A new series of longevity indices which aim to open up longevity swaps to a far larger number of pension schemes is being launched tomorrow by securities trader Deutsche Börse and Club Vita, part of the actuarial firm Hymans Robertson.
The Xpect-Club Vita Indices aim to offer UK pension schemes an index-based alternative which better reflect the scheme's risk profile when pursuing longevity swaps. The indices will track the different life expectancies of various types of pension scheme members.
According to the two companies, the approach gives schemes the advantages of an index-based trade, while also allowing them to customise the transaction to their member profiles.
Current longevity indices which display mortality of the average population mean schemes looking to pursue an index-based swap must address the basis risk that results from the gap between their specific risk profile and the longevity risk of the population.
This means most schemes that complete a longevity swap use the 'indemnity' method, which involves constructing the predicted longevity profile of a scheme based on its members.
But, according to Deutsche Börse and Club Vita, their new approach differs by offering schemes a range of longevity profiles for their members based on their gender and income, as well as cohort groups.
As a result, schemes can choose the index, or combination of indices, that best suit their member profile, in order to form a more accurate picture of expected longevity. The indices draw on Club Vita's analysis of five million pensioner records, covering men and women from over 140 UK schemes.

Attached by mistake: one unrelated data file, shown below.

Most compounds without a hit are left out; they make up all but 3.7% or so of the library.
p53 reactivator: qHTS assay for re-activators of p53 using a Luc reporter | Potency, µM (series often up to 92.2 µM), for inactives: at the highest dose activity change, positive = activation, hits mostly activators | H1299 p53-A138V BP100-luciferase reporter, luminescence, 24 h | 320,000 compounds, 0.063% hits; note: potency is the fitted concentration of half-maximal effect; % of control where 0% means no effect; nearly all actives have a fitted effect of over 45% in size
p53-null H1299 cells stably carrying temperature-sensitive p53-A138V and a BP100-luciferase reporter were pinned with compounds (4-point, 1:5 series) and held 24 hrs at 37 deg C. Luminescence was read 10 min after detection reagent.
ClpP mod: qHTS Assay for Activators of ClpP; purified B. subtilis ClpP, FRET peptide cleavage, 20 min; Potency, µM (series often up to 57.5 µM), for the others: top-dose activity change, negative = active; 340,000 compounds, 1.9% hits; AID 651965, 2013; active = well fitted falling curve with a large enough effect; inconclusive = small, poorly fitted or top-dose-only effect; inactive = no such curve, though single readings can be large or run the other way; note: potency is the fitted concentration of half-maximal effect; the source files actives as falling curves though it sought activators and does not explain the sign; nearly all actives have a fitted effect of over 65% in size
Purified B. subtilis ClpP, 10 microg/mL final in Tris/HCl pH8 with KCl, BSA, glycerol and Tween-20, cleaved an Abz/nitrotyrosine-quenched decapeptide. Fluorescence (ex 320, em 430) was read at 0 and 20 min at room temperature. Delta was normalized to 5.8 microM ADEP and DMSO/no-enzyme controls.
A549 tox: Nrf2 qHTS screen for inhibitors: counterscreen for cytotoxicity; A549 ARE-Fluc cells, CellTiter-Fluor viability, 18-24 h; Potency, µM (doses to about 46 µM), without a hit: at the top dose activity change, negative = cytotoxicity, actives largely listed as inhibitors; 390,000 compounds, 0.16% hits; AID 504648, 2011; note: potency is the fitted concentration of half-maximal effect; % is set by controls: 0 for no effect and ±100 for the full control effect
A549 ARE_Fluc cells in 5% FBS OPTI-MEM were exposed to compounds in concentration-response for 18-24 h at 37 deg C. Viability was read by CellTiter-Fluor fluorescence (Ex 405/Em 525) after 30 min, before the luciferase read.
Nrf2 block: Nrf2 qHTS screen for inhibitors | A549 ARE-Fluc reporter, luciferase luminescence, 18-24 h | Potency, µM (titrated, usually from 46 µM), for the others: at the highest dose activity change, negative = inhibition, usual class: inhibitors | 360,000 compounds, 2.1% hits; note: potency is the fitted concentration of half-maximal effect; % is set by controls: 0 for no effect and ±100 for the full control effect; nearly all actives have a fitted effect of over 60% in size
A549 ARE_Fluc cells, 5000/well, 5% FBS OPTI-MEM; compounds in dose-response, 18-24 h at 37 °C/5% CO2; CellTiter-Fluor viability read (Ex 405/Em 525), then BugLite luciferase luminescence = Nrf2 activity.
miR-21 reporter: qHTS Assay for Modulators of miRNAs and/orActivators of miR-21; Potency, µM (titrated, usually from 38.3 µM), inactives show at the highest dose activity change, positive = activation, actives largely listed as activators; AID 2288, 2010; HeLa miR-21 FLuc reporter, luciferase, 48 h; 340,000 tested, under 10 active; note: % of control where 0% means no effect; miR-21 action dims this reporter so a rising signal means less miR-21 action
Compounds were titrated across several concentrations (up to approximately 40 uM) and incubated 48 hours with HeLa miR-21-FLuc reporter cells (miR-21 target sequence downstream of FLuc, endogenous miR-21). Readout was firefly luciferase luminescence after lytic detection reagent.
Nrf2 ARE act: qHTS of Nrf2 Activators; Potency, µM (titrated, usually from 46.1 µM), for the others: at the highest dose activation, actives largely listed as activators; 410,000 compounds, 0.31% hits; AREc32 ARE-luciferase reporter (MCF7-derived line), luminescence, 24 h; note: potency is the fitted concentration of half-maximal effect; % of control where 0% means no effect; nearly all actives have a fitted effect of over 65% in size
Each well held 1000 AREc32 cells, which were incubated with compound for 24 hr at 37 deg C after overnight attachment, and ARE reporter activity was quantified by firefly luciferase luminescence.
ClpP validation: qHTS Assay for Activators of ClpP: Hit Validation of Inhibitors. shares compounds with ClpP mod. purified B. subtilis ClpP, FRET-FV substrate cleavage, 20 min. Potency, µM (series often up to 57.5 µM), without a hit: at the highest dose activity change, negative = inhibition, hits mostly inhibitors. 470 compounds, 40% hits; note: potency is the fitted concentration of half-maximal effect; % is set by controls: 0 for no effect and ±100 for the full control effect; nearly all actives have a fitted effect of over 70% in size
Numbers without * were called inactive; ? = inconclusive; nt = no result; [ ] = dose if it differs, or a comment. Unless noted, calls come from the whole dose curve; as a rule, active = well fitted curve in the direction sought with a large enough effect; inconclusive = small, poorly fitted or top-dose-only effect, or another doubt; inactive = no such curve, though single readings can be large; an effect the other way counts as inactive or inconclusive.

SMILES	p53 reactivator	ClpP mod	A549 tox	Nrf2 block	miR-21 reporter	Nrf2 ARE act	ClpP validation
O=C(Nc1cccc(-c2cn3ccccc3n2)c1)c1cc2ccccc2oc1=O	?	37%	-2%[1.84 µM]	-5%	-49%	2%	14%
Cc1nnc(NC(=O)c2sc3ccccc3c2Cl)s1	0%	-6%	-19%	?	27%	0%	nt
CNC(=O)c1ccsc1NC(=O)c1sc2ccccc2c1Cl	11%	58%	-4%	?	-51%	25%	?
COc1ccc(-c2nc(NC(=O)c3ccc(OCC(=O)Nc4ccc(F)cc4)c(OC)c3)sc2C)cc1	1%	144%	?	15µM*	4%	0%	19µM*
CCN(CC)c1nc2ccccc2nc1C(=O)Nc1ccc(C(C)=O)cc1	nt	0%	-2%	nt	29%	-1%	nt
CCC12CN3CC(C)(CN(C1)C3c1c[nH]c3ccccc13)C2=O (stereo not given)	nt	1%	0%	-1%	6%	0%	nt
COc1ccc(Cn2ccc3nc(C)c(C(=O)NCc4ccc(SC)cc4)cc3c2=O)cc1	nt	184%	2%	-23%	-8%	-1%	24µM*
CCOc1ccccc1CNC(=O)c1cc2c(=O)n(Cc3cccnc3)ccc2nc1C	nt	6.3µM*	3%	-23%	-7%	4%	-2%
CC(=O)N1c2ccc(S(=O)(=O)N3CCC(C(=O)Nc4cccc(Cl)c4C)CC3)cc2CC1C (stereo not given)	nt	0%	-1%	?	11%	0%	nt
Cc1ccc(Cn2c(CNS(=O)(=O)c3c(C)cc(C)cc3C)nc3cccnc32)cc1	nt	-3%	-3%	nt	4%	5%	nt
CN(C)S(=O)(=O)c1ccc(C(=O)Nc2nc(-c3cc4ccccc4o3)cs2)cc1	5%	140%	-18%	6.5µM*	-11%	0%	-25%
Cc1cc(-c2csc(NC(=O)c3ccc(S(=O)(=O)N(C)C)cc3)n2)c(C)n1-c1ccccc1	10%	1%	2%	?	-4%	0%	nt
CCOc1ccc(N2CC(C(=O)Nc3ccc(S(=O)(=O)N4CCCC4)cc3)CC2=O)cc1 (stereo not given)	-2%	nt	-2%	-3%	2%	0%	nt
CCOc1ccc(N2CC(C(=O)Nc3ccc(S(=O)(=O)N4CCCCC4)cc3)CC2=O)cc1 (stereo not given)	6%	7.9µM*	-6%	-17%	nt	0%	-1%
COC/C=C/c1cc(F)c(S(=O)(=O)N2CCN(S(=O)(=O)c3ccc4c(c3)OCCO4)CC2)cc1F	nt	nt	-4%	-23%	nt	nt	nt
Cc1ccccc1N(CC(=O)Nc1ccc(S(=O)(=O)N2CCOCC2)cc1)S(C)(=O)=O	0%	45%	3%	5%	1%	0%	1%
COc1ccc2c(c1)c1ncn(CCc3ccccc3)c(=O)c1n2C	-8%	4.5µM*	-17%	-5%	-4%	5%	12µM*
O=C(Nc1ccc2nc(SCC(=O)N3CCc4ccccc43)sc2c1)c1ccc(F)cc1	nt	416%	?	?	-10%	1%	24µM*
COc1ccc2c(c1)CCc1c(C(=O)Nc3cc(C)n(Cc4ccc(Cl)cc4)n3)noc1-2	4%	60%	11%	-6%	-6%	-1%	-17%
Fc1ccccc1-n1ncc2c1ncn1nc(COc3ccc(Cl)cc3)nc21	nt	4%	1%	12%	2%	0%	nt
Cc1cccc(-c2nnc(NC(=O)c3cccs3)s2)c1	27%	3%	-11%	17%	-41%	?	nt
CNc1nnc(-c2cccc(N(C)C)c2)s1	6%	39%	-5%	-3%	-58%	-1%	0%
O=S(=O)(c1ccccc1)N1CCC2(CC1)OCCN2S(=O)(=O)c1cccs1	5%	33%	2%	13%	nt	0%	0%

There were around £14bn worth of longevity swap deals completed for UK pension schemes last year, compared to £3bn the year before. With more deals expected this year, Stefan Sachsenweger, head of back office data and analytics at Deutsche Börse, said pension funds and insurance companies had to seek new ways to manage longevity risk.
'Longevity swaps is one such option and requires pension plans to have the right tools to accurately assess and offset these liabilities,' he said.
'The new Xpect-Club Vita Indices combine Deutsche Börse's data expertise with Club Vita's knowledge of pension scheme and longevity trends to provide these market participants with a targeted, customizable and objective approach to hedging against longevity risk.'
Andrew Gaches, longevity consultant at Club Vita, added: 'In the current climate, with companies still carrying large pension deficits and the prospect of poor investment returns facing them, de-risking can and should be an attractive option for many schemes.
'Longevity swaps are one de-risking option that schemes are increasingly pursuing, but up until now these have been the preserve of the largest schemes and have focused on their pensioner members only.'
The new indices would allow schemes of all sizes to explore whether longevity swaps are right for them, he said.
'Because the index tracks the longevity profile of multiple types of people, pension schemes can build up a much more accurate picture of their longevity profile than if they relied on existing, whole population indices.
'This is crucial, because higher socio-economic groups have seen 50% bigger rises in life spans than lower groups - a fact which population indices simply do not capture. Many more schemes will now be able to remove longevity risk, where appropriate, in relation to all their members,' he added.
The new indices will be published on Reuters and Bloomberg every third Friday of the month. They use a survivor-based approach where the index levels start at the same point and then deteriorate at different rates, depending on the longevity of the respective group